At the club last night two stories from Alberta’s past. One is simple: the definition of virgin in Red Deer in the 1930’s was “a girl who could run faster than her uncle”. No change there then.
The other concerned the wife of a former President of the University of Alberta, Mrs. Newton (her husband was President from 1941-1950). She detested smoking and would, today, have banned it from any location anywhere. She caught a female student smoking outside one of the lecture halls. She said to her “I would rather be caught having sex in public than smoking in public”. The student looked at her very coolly and said “so would I, but I only have five minutes between classes – so it’s a cigarette…want one ?”
Richard Siebaniuk spoke of the four founder cultures of the US and their continuing influence on US culture, politics and society. His basic argument is that the US is currently dominated by the “British border” culture (Berwick on Tweed and the Scottish lowlands), which is violent, an eye for an eye and always anxious. While he took a long time over his story – he spoke for close to two hours (a club no-no) – he contrasted this culture with the Quaker and Plymouth Brethren culture. The talk was based largely on Paul Johnson (see his paper in the New Criterion at http://www.newcriterion.com/archive/21/jun03/johnson.htm ) and a Professor Fisher.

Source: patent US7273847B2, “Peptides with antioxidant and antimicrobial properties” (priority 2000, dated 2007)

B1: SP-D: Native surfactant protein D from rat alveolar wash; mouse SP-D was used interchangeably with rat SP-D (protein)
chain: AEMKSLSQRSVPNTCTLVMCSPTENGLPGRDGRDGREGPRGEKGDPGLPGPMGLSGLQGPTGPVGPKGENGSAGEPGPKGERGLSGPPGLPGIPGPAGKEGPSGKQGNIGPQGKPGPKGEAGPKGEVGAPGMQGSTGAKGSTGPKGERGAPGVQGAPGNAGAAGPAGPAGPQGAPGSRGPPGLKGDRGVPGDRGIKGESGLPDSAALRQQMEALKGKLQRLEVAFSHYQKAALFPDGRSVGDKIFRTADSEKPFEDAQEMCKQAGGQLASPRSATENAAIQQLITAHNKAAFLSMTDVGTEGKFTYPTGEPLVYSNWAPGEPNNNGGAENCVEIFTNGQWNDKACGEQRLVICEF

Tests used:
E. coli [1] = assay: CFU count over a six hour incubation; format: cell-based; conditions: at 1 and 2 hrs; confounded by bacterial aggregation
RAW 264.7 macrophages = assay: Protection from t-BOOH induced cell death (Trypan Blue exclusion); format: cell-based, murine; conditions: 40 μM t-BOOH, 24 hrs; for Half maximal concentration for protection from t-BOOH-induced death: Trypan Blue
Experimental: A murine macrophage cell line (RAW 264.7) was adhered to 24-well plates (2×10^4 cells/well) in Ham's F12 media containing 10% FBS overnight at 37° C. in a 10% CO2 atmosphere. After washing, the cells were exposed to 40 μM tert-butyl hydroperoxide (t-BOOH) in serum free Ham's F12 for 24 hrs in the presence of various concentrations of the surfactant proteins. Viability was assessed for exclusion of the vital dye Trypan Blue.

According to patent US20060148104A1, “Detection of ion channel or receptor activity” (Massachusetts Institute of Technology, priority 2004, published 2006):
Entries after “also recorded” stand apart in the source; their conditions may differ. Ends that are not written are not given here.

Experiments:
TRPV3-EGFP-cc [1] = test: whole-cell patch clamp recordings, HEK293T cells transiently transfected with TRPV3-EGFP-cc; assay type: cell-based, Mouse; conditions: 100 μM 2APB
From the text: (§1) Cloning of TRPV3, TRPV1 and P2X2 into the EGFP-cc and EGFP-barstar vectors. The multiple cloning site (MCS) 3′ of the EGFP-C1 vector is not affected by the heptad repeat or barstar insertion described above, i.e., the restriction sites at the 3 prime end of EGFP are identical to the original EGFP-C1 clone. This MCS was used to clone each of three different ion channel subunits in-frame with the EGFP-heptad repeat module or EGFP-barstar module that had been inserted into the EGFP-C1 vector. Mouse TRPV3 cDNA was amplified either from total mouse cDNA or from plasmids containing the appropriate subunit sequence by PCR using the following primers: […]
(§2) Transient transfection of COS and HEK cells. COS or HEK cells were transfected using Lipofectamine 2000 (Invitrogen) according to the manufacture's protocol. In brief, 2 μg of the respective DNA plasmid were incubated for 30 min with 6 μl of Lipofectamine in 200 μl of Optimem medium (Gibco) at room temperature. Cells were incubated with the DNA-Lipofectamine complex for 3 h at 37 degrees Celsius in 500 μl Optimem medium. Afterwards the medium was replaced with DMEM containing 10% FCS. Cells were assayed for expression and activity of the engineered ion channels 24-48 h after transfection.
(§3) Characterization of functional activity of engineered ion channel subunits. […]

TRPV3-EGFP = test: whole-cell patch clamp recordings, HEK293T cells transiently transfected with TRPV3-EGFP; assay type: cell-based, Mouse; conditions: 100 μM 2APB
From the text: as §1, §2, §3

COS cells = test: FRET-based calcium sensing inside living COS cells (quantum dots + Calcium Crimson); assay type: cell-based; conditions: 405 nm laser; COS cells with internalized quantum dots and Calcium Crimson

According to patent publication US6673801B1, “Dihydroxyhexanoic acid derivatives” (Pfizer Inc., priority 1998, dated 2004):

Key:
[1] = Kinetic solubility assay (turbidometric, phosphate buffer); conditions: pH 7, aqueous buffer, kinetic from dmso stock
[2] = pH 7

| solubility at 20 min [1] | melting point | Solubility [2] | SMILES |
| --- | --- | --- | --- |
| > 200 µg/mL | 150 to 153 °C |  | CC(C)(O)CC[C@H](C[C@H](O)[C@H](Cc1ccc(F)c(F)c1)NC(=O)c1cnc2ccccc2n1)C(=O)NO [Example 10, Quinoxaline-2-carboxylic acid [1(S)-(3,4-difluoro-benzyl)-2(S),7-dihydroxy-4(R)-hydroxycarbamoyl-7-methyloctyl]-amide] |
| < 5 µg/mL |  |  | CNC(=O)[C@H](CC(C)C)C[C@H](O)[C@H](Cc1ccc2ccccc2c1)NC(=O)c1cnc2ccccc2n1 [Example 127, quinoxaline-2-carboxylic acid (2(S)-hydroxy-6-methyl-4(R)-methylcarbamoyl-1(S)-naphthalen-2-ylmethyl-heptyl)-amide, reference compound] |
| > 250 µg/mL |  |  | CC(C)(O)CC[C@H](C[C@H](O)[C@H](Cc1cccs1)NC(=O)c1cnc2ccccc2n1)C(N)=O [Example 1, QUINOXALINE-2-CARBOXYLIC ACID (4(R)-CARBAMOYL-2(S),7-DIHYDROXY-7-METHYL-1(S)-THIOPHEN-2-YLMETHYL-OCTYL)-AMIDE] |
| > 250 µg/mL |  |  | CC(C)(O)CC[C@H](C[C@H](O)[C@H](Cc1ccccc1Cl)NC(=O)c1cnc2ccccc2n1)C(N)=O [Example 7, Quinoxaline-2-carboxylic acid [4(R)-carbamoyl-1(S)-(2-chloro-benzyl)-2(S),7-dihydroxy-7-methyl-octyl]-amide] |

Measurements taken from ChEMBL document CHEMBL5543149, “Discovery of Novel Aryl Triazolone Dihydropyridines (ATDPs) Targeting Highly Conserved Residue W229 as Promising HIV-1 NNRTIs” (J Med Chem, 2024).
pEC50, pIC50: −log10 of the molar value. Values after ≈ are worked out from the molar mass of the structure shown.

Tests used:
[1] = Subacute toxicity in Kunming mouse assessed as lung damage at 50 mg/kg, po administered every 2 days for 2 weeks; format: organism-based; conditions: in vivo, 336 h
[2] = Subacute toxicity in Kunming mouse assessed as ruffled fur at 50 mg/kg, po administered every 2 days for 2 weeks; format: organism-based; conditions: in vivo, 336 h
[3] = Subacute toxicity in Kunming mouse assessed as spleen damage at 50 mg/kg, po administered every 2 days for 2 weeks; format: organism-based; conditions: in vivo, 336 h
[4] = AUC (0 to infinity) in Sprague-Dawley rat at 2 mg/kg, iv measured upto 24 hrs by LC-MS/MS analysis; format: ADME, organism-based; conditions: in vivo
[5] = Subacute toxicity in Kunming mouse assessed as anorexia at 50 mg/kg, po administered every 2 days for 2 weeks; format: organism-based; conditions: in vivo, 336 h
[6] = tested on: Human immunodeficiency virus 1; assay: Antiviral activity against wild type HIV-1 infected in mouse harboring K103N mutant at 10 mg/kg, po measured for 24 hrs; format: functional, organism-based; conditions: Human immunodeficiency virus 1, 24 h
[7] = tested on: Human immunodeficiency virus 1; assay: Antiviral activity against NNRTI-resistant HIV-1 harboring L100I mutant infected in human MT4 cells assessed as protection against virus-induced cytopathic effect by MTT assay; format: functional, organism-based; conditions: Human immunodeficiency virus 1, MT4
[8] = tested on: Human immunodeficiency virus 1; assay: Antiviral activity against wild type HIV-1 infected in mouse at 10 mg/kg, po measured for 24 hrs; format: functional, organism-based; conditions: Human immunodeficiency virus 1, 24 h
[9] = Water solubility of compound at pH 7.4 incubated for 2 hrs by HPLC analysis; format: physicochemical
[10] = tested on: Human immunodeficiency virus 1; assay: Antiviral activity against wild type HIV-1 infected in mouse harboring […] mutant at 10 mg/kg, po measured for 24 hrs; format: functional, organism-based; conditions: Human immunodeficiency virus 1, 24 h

Not much discussion, though Richard is obviously anti-Bush. Norbert, our brilliant engineer, is pro-Bush – they had a little spat. But, despite the erudite talk, we were all anxious to get home.
Lynne’s observation that the Everyday Italian chef we watch on television (Giada De Laurentiis) is “too thin” to be taken seriously (plus “her breasts don’t move when she whisks eggs”) reminds me of my grandfathers maxim (he was a French chef, trained in Paris, born in Neville) “never trust a thin chef”. Watching her as I write this, she is making things which should make her breasts move as much as Nigella Lawson’s or Mario Batali! For someone running a catering business, she needs more sausages.
Speaking of which …